DIY Workshop: Rebuilding Chris Buck’s Eric Clapton Strat
Let’s just say this Eric Clapton Stratocaster arrives in kit form with no guarantee that the electronics are working. There’s only one way to find out.
All images: Huw Price
Like all the best Clapton Strats – going back to 1970 – this instrument is a collection of disparate parts. It has been in bits for the last few years, however, and it was pretty wrecked when the owner, Mr Chris Buck, bought it. Chris got a bargain because it came with a non-original body that looked like it had been routed “with a dessert spoon”. Happily, this was recently replaced with a near-mint Pewter-finished genuine Fender body found on Reverb.
The neck dates to 1993 and has extensive playwear. Unfortunately, the electronics have been playing up but, having found the body, Chris decided it was time to put this guitar back together. Or to be specific, it was time for me to do it. After all, we share some history with derelict Stratocasters.
Sorting the wreckage
Besides the soft V neck profile, Clapton signature Strats are best known for their distinctive electronics. There are two main components to this: Lace Sensor pickups and the onboard preamp/active equalisation.
The volume control operates as usual, but the tone control has a centre indent to mark the null point, and provides treble boost as well as treble cut depending on which way you turn it. This control acts on all three pickups. The second ‘tone’ knob actually controls the preamp and adds up to 25dB of midrange boost.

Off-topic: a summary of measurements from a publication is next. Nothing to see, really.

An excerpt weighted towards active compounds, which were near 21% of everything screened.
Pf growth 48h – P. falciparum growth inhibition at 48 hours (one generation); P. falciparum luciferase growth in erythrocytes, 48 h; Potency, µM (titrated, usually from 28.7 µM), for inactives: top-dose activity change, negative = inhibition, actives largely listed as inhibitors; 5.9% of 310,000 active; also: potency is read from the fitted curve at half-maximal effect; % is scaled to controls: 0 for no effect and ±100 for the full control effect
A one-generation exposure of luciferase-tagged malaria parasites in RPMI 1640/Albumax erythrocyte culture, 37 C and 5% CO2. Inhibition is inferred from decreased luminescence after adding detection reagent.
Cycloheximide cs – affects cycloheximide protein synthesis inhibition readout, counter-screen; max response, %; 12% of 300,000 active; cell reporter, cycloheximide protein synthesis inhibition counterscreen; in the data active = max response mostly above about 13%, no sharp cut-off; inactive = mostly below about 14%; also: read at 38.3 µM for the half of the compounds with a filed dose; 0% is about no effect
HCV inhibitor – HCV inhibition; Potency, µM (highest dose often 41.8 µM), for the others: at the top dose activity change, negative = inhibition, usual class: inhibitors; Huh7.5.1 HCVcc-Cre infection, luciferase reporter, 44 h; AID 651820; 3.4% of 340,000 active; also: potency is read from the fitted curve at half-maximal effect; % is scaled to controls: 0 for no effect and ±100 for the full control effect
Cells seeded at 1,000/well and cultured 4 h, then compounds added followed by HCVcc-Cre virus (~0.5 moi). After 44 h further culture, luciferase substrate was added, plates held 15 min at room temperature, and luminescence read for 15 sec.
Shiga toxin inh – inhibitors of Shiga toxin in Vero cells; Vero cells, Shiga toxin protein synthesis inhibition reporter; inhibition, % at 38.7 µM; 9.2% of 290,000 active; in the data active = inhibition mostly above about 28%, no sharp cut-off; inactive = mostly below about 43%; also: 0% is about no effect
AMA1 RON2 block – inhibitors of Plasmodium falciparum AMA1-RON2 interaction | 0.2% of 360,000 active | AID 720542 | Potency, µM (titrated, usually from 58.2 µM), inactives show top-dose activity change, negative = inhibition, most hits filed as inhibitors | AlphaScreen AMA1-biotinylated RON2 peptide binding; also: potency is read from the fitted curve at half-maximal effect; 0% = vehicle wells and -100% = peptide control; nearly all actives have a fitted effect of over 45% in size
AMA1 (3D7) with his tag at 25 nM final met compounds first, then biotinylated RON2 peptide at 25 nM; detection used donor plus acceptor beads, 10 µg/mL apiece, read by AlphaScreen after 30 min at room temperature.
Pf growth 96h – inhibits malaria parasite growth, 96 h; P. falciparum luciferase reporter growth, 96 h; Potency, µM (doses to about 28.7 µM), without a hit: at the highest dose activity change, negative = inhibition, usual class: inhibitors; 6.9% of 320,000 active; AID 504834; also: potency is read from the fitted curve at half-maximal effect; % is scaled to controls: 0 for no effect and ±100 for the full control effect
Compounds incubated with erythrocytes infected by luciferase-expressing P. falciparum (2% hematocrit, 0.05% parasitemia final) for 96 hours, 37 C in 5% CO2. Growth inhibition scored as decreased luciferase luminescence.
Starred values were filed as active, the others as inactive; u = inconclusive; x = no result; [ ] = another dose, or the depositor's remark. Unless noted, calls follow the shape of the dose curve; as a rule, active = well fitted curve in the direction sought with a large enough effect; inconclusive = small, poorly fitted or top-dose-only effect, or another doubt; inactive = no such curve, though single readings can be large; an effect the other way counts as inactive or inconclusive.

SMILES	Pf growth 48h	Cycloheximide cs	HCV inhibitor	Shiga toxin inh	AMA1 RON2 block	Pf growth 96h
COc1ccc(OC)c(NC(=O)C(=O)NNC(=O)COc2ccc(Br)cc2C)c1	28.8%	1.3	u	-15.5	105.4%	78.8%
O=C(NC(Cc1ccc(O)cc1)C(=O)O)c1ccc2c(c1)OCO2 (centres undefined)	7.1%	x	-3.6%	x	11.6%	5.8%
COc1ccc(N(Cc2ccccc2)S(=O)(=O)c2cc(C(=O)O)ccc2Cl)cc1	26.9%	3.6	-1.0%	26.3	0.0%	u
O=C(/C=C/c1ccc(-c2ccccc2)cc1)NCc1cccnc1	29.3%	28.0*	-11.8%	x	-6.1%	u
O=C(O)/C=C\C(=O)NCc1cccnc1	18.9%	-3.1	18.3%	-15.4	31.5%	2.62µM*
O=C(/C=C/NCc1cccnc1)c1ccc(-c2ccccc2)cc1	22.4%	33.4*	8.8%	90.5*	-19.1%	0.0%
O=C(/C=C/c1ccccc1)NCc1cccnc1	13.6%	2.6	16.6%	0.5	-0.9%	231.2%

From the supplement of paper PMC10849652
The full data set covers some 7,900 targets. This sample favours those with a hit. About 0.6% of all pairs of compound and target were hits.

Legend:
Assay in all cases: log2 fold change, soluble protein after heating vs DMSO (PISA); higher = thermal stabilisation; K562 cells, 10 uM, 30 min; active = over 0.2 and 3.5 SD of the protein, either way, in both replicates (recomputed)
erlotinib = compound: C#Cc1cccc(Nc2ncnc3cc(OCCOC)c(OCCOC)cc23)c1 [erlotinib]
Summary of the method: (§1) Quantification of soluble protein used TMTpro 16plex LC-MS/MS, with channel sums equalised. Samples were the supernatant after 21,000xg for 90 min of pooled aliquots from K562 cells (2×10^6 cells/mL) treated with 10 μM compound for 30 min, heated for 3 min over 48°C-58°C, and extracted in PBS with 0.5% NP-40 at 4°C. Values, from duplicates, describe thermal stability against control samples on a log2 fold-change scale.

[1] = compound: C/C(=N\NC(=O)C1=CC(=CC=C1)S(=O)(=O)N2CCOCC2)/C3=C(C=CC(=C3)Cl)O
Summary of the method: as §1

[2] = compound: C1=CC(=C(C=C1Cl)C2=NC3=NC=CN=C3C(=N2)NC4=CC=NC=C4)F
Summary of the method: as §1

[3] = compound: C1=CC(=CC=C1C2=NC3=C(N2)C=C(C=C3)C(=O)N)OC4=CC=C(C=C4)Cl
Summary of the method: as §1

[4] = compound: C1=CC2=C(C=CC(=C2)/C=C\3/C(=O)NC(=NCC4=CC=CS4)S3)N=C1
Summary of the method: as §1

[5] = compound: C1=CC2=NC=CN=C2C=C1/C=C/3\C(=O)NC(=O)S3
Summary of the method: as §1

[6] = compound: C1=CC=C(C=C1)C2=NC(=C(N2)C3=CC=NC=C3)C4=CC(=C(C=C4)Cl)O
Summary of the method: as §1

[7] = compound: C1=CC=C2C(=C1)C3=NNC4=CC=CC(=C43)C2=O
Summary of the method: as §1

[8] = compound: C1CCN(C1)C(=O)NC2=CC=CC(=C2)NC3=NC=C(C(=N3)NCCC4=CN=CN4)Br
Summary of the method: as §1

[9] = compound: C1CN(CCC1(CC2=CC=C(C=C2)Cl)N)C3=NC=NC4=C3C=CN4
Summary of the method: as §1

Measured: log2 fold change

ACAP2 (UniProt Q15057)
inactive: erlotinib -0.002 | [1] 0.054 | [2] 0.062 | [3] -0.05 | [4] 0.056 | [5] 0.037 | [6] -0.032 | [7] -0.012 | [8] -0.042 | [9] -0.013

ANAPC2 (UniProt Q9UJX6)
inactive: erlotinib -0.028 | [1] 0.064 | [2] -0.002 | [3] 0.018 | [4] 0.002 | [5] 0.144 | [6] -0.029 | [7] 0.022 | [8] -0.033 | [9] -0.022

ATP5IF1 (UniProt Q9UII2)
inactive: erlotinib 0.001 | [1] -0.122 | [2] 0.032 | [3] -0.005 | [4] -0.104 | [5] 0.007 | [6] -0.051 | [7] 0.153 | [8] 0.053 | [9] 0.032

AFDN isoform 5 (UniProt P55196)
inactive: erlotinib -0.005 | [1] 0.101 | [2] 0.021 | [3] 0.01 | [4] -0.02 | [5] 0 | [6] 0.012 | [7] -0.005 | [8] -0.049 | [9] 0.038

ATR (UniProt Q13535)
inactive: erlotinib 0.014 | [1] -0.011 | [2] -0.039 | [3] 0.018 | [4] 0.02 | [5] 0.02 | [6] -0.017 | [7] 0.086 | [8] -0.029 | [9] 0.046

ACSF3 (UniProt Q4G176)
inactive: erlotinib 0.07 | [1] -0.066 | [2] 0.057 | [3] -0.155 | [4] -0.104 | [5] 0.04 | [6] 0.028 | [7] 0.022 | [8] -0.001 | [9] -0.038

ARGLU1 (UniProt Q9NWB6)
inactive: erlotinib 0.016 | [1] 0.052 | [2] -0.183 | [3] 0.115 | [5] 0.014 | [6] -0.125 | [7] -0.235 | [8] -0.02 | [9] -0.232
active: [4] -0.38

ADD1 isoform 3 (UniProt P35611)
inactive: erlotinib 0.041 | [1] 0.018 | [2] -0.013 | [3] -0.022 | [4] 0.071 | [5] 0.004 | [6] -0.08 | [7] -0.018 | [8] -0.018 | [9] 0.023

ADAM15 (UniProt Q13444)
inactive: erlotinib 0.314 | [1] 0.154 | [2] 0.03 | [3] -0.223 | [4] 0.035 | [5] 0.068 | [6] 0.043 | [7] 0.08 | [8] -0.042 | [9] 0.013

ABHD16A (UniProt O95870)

All Chris can tell me is that he’s not sure if the electronics are working. Besides a flat battery, I figure it could be either the pickups, the preamp or both. This project begins with a bit of troubleshooting.
If you plan to do regular work on guitar or amp electronics, a multimeter is essential. Rather than assemble everything straight off and hope for the best, I decide to test the pickups first.
Although they look fancy, Lace Sensors are simply passive pickups with three lead-out wires. Here the orange wires are connected to the five-way selector switch, and the white and green wires are soldered to the volume pot casing – all except the neck pickup, which isn’t connected at all.
Setting my multimeter to its 20k resistance range, I get a 5.7k reading from one pickup, but nothing from the other two. As fault-finding goes, it’s an encouraging start, and Chris has provided a set of brand-new Lace Sensors just in case.
You shouldn’t work on projects like this without referring to a circuit diagram and a Google search usually produces the necessary results. Here, Chris is a step ahead of me, and the diagram he provided shows a stereo output socket with three solder tags.
Chris’ pile of parts includes an unusual switching socket with four tags, but there’s a new stereo socket attached to the socket cup. I decide to use the new one and temporarily solder the circuit ground, audio output and battery negative wires as shown on the schematic.